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July 30-230-Christopher Miller

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2019 SWCS International Annual Conference
July 28-31, 2019
Pittsburgh, Pennsylvania

Published in: Environment
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July 30-230-Christopher Miller

  1. 1. Strategies to Minimize the Impacts of Coastal Flooding and Saltwater Inundation on Cropland
  2. 2. USDA-NRCS Climate Change Vulnerability Assessment and Adaptation Plan-2014 Key Climate Change Predictions: – Coastal storms are expected to increase in frequency and intensity leading to greater wave heights (storm surges), coastal flooding and damage. – Sea Levels are projected to continue rising over the next 40 years or more. Resulting Impacts: – Increased salinization of near-coastal waters – Increased flooding frequency of marginal lands – Changes in plant adaptability in specific locations due to environmental shifts – Increased competition from weeds/invasive plants – Increased soil health challenges due to potential increased erosion and changes in soil chemical and biological processes.
  3. 3. State’s Identified NRCS Plant Materials Needs 2014-2015 Saltwater buffer recommendations for marginal cropland/edge of field. Explore alternative crops for production. (DE, NC) Need more refined coastal plant selection guidelines. (RI) Plant recommendations for saltwater intrusion-determine upper salinity tolerances of coastal species. (DE, NJ) Address shoreline/streambank erosion in areas adjacent to cropland. (NC, NY, VA) Control/Suppress spread of invasives like Phragmites into production fields by incorporating native plants, preferably. (CT)
  4. 4. Financial + Technical Assistance Financial + Technical assistance working together = More conservation on the ground Cape May Plant Materials Center
  5. 5. USDA Climate Hubs Project Christopher Miller-NRCS Project Liaison Managing the impact of saltwater inundation from coastal flooding, will require producers to use more adaptive agricultural practices. This project will: 1. Provide assessment guidelines for agricultural producers in vulnerable coastal areas of the Eastern US and Gulf Coast. 2. Based on the assessment, provide potential mitigation (short term), adaptation (long term) or wetland/floodplain easement options in order to reduce lost farm and forest productivity. 3. Establish pilot plant materials demonstration and evaluation plantings to help determine various plant species’ adaptability to salt affected fields.
  6. 6. Vulnerability Assessment of Coastal Flooding Source: Titus, James G. and Charlie Richman. Map of Lands Vulnerable to Sea Level Rise: Modeled elevations along the U.S. Atlantic and Gulf Coasts. Climate Research, Vol. 18, November 2001
  7. 7. Sod Production in southern NJ Impacted by Sea Level Rise and Salts
  8. 8. Vulnerable Agriculture in Coastal Areas Ablemarle-Pamilco Sound-North Carolina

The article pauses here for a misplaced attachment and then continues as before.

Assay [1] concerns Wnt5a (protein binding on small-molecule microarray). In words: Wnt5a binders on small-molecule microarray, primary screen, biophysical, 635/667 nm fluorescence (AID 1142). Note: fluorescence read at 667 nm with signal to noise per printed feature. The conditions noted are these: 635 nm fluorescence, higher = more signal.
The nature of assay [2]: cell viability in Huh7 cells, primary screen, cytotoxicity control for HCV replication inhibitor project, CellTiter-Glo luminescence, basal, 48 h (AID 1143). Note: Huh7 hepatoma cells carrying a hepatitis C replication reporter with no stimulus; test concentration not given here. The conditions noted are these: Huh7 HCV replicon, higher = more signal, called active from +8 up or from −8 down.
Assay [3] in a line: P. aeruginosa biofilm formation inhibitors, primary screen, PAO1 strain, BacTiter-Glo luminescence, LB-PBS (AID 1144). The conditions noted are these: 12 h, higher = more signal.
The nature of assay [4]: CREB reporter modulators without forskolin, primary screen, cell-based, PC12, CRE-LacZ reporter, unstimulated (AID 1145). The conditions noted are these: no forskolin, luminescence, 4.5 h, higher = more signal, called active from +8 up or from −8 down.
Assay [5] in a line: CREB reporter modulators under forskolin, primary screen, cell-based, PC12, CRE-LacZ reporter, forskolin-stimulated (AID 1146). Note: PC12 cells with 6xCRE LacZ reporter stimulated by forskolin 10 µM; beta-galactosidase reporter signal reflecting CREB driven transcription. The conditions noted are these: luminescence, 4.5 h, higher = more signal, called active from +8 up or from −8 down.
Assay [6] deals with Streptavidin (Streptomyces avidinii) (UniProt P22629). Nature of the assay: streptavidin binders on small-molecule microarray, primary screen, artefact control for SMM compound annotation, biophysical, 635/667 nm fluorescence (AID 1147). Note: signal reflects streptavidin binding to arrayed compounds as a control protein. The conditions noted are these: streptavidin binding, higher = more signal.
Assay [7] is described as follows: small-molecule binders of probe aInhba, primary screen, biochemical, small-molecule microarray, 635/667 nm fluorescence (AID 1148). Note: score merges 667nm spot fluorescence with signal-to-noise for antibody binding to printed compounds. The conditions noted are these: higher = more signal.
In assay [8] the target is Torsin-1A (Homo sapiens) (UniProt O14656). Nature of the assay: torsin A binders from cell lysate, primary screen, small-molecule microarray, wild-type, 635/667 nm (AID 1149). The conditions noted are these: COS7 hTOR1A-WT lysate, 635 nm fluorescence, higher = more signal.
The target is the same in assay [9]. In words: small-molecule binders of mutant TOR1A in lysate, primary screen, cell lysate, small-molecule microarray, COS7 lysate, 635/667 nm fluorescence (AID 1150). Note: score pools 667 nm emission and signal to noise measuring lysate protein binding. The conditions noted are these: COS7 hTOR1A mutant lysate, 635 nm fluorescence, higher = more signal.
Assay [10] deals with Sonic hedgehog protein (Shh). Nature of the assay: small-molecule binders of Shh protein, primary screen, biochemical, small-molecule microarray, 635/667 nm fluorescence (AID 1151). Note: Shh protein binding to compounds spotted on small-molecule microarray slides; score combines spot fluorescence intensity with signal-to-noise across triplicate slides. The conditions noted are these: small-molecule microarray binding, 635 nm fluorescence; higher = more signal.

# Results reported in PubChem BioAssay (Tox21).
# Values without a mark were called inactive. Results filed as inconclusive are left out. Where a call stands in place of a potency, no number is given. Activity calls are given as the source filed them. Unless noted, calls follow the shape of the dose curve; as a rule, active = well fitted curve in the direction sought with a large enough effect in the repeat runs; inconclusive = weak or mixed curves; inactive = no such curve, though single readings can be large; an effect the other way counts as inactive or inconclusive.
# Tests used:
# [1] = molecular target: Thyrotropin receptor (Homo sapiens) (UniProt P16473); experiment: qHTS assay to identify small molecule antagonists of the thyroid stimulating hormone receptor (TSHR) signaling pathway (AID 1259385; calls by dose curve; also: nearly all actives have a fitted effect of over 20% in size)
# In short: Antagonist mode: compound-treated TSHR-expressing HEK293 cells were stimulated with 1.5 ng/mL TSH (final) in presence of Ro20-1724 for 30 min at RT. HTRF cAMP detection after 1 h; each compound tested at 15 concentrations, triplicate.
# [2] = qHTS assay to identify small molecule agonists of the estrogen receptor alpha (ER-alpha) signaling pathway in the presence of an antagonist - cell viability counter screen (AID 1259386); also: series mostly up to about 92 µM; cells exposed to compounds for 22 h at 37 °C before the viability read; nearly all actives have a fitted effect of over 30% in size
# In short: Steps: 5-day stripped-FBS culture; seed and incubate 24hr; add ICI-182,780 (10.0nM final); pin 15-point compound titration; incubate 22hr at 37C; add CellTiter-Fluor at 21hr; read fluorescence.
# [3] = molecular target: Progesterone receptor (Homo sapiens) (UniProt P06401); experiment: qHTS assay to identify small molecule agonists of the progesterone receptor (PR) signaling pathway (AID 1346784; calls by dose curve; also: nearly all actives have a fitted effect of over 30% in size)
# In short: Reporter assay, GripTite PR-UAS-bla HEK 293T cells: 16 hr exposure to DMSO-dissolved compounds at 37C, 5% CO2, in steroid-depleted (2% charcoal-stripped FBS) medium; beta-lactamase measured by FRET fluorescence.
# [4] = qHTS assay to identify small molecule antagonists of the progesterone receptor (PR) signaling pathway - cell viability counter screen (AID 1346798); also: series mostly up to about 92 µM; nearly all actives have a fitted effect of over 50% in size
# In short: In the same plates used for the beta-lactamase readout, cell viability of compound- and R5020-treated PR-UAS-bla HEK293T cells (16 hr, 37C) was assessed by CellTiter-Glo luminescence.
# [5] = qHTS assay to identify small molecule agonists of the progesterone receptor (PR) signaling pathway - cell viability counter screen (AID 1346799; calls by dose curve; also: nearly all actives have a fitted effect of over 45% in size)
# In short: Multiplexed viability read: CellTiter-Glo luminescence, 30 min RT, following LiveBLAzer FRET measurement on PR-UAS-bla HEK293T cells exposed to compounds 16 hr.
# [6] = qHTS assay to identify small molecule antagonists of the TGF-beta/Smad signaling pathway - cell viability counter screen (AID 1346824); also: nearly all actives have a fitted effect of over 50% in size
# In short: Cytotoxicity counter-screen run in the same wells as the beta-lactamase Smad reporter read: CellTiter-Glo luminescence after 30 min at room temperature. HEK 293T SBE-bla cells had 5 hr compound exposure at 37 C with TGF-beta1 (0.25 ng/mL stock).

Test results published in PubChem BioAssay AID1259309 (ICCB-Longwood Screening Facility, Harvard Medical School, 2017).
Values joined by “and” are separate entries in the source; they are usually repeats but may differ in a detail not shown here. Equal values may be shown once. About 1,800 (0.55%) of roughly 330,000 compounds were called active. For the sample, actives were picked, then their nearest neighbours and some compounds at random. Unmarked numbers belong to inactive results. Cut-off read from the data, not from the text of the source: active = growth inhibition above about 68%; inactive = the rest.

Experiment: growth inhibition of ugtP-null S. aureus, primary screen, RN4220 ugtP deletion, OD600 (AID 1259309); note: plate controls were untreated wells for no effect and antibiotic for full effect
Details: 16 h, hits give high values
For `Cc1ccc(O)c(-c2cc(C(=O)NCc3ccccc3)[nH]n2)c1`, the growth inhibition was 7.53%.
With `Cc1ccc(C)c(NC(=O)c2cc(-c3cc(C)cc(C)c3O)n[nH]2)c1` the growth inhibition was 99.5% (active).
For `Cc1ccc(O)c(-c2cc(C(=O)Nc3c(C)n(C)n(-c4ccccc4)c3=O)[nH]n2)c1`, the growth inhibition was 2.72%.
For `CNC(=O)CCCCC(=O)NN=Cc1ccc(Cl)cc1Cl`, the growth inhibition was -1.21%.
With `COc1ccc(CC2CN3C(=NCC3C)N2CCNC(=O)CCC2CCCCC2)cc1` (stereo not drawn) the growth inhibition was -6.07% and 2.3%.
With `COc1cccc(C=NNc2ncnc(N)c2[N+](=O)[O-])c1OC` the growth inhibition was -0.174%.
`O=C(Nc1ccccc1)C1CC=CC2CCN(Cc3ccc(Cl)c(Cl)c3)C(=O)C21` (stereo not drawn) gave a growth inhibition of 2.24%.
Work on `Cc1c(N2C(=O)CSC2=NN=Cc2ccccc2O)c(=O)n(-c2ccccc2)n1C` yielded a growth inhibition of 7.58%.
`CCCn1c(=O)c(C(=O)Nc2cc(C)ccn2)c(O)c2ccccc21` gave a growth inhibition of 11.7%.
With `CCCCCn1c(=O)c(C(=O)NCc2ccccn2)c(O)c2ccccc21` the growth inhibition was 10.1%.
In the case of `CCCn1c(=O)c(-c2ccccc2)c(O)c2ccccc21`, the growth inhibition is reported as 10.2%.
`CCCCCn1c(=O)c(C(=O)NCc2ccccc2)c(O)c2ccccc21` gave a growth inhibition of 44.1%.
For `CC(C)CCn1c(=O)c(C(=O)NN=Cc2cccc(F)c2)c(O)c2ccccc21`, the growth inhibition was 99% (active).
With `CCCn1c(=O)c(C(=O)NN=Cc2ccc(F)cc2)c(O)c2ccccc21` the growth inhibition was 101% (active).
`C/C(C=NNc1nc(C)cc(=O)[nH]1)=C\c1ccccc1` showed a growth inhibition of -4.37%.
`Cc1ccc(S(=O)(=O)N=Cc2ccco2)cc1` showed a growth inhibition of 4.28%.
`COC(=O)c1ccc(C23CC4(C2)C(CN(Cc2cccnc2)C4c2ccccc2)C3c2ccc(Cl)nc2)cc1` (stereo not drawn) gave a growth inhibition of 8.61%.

9. 9. ,>-' ./» • .• .- , , ::
  10. 10. What happens when farming stops?
  11. 11. Corn field impacted by flooding Phragmites invasion Prevent the establishment of invasive undesirable plant species and encourage the establishment of desired wetland plants.
  12. 12. Saltwater Intrusion as Driver of Agricultural Land Use Change 1992-2017 Agricultural land more likely to have transitioned to natural land when: • Close to coastal waters • Low elevation (with respect to sea level) • High coastal flood frequency • Higher salinity waters nearby (salinity by distance interaction) • Higher salinity coastal flooding (salinity by flood frequency interaction) Increased SWI Ref.-Becky Epanchin-Niell, Resources For The Future
  13. 13. Drivers of Saltwater Intrusion Reference: The Invisible Flood: The Chemistry, Ecology, and Social Implications of Coastal Saltwater Intrusion. Bioscience:May 2019
  14. 14. • Saltwater intrusion results in complex biogeochemical changes in the soil • Legacy N and P are released and moving from fields to marshes. • Carbon sequestration increased at field edges and along ditches. Field edges will migrate inland. Tully and Gedan, UMD/GWU Research
  15. 15. Mitigation of Salt Affected Soils Potential relatively short term, quick fixes*: – Allow excess salts to leach through natural rainfall events or irrigate with fresh water. • Incorporate rotations of salt tolerant crops alternating with applying water. – Add gypsum-Conservation Practice Code 333-Amending Soil Properties with Gypsum Products. Not as effective on sandy soils with lower CEC – Incorporate composts that don’t contain salts. • Avoid sewage sludge, most manures and mushroom compost – Grow cover crops for one season or in rotations • Small grains esp. barley, Triticale, sorghum, sorghum/sudangrass, canola, some millets and tall wheatgrass have especially good salt tolerance. *Site/soil specific, as well as producer specific
  16. 16. Let’s Focus on Opportunities
  17. 17. Potential Adaptation Strategies
  18. 18. Adapt Crop Salinity tolerance (ppt) sweet potato 0.8 corn 0.9 tomato 1.3 soybean 2.7 wheat/barley 3.3/8.0 sorghum 5.6 GMO salt tolerant soy 6.0 canola/rapeseed 7.0 switchgrass 17.5 salt marsh hay 63.0 Conventional crops Alternative crops Restoration candidate species Groundwater salinity = 3 – 20 ppt